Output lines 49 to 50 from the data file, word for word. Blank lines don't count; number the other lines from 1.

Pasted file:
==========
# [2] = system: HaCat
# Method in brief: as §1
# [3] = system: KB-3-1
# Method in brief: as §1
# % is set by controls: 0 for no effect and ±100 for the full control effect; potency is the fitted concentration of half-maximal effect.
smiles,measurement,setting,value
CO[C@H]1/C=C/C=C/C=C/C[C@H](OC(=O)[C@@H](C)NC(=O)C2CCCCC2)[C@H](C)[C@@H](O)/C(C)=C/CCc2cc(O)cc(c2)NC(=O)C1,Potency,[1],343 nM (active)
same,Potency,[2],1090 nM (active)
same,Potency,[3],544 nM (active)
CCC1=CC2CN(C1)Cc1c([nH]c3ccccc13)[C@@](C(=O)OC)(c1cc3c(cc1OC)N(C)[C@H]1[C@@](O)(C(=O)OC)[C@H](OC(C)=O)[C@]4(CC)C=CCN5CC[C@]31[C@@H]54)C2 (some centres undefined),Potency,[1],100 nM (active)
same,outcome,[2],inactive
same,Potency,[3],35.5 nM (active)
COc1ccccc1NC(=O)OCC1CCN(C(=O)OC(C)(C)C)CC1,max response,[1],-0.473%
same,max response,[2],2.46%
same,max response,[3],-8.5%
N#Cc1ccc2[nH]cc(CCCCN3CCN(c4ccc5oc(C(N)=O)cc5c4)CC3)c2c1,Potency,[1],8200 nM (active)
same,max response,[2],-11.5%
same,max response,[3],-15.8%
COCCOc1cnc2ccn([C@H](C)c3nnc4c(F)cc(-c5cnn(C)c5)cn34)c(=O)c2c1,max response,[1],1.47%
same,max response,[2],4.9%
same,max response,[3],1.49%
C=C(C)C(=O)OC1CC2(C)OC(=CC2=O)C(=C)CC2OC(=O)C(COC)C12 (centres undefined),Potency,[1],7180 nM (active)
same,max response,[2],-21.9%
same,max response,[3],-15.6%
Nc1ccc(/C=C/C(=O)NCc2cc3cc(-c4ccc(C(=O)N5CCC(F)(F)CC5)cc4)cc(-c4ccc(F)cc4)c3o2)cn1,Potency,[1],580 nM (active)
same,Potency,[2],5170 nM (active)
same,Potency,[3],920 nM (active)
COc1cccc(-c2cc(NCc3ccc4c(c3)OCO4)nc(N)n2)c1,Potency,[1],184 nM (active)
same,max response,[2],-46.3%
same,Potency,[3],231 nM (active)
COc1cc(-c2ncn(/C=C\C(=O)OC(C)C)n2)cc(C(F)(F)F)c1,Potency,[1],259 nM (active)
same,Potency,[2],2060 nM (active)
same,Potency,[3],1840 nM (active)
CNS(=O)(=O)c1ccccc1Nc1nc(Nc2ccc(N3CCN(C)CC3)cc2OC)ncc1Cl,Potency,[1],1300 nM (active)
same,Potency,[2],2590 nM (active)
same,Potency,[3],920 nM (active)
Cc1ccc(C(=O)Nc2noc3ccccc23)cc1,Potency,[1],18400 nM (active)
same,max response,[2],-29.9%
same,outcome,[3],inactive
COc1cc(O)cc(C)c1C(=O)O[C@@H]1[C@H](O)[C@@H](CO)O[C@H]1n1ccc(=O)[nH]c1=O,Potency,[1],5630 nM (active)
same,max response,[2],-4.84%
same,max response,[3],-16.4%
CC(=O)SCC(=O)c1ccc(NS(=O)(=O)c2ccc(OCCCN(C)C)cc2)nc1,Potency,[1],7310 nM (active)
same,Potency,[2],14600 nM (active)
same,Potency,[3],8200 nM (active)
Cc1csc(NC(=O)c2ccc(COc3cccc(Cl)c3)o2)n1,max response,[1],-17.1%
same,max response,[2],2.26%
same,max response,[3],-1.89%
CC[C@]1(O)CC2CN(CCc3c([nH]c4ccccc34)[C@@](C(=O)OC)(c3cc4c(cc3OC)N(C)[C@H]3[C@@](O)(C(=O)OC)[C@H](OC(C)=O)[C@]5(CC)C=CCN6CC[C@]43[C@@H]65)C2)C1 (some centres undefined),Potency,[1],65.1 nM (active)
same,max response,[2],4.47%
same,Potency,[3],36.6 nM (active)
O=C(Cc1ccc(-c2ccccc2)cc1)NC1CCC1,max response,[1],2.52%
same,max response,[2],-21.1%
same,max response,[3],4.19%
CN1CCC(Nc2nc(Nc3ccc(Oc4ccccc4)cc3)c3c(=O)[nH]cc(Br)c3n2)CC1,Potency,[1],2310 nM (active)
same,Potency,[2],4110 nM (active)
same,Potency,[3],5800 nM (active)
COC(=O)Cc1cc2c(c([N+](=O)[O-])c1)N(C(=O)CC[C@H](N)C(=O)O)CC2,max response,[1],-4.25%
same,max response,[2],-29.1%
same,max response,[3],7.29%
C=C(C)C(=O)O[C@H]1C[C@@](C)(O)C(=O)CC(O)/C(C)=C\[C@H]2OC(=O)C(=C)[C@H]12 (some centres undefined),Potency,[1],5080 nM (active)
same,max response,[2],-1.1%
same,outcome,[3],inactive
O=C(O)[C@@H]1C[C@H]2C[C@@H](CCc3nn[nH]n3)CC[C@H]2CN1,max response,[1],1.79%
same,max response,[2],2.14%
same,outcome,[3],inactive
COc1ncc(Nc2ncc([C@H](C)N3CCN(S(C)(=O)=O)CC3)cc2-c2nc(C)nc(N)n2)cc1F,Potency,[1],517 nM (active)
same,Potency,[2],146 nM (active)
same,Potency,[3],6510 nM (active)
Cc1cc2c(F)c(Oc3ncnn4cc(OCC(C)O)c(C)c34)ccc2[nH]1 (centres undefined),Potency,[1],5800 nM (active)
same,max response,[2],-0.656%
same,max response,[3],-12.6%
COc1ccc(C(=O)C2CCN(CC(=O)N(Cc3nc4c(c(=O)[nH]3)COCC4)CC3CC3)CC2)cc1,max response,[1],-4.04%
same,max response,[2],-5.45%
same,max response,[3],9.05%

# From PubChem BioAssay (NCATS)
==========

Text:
CC[C@]1(O)CC2CN(CCc3c([nH]c4ccccc34)[C@@](C(=O)OC)(c3cc4c(cc3OC)N(C)[C@H]3[C@@](O)(C(=O)OC)[C@H](OC(C)=O)[C@]5(CC)C=CCN6CC[C@]43[C@@H]65)C2)C1 (some centres undefined),Potency,[1],65.1 nM (active)
same,max response,[2],4.47%